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you are a legend young lady. thanks
You will only really learn If and when you do it
We all make mistakes and learn from them but that's life
Even using a sourcer, the buck stops with you , so cut out the sourcer learn the game and get stuck in
Once you have purchased, you will rocket in knowledge and you will be a better landlord for it
No easy way other then try yourself ...
Learn Change and Adapt ?????
All comments are for casual information purposes only. If you wish to rely on any advice I have given please ensure you obtain independent specialist advice from a third party. No liability is accepted for comments made.
I know my own area
I know where to buy and where not to buy
I have built my knowledge over years of meeting other landlords going to meetings learning the rules and then picking the sort of customer I want and the sort of property to provide then homes.
dl, honestly how is this helping me or any newbie?
How do you know where to buy and where not too? what do you look at? are you looking at crime rates, are you looking for good schools to attract families, are you looking for good transport links so as to be a commuter town. are you looking at areas which have more social housing?
Im simply trying to find out what due diligence processes you are using, if you dont want to share, thats fine, then why bother being on a forum in the first place.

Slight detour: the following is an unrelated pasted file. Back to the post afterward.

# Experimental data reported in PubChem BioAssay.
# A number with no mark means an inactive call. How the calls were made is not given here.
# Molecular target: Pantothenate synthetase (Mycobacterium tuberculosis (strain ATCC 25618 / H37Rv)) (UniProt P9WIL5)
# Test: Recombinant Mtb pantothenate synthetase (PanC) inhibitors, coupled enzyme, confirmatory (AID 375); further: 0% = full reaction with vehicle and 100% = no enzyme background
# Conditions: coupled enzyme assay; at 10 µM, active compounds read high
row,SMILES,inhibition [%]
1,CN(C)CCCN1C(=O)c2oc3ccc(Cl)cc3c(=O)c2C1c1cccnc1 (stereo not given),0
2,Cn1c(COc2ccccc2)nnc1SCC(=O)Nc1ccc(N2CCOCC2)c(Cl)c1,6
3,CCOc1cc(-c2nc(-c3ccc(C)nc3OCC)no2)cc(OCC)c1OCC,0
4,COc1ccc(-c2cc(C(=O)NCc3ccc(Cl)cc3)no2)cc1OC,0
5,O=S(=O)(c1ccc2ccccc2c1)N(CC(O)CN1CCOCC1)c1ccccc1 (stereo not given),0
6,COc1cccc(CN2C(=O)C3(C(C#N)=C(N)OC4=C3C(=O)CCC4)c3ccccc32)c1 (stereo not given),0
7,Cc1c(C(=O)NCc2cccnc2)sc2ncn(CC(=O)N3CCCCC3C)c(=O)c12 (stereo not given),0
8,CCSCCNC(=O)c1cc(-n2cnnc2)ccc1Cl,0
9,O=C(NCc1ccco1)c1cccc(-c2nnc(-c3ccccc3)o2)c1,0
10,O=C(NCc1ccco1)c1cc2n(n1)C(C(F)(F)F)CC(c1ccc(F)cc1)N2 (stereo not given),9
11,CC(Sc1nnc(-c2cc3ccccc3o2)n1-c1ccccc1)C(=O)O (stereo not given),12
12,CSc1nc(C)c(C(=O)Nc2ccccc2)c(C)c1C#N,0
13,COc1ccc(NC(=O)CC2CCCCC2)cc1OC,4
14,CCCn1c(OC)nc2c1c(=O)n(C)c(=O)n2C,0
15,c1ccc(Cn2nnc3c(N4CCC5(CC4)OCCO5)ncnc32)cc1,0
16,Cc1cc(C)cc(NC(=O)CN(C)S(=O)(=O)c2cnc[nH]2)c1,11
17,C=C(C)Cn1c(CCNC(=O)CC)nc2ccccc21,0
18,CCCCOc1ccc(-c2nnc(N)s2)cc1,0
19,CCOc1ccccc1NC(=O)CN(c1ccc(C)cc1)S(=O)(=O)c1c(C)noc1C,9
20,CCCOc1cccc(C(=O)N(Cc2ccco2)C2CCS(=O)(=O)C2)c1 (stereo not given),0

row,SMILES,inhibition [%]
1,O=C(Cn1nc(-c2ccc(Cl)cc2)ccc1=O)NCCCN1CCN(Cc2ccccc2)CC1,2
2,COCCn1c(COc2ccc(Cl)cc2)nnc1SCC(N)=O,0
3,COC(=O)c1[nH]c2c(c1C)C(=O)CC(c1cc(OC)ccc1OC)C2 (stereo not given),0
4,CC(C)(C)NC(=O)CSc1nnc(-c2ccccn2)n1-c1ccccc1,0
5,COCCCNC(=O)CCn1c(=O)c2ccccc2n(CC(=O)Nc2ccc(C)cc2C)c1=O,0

Am i missing something about these forums? a forum is for users to help each other right?
I think you are receiving a lot of helpful advice, but some people's views might not be what you wish to hear - but that is constructive to you, not negative, should you choose to look at it that way.DL is saying to dive in and become a property "sponge" and that is good advice imho.Jonathan's 10 streets strategy is a good example of that. Pick ten streets strategyI guess DL is saying put in the ground work yourself, rather than relying on a third party. No one will look after your money better than you, as discussed in this video:
Vanessa Warwick Landlord and Co-Founder of PropertyTribes.com **If you have got value from Property Tribes, find out how you can support it in remaining a free to use community resource**
Welcome and congratulations on starting your property journey. Due diligence is very important, also when searching for a sourcer. You need to check whether they are reliable and also what services are included in their fee as other people have stated.
You can access quite a bit of information on a property and its area online, maybe looking at historical house prices in that area would also help you. In terms of a checklist of questions, I personally look at ROCI and see if the property is beneficial to what I’m after. Everyone’s goals are different so tailor that to yourself.
What type of property are you looking at for your first investment?
Transparency notice: OneandOnlyPro is a commercial partner of Property Tribes.
A good sourcer will chat you through all your hopes and fears.
They will be patient and help you through the minefield
If they don`t and all they do is just send you a link and want 3K then walk away I suggest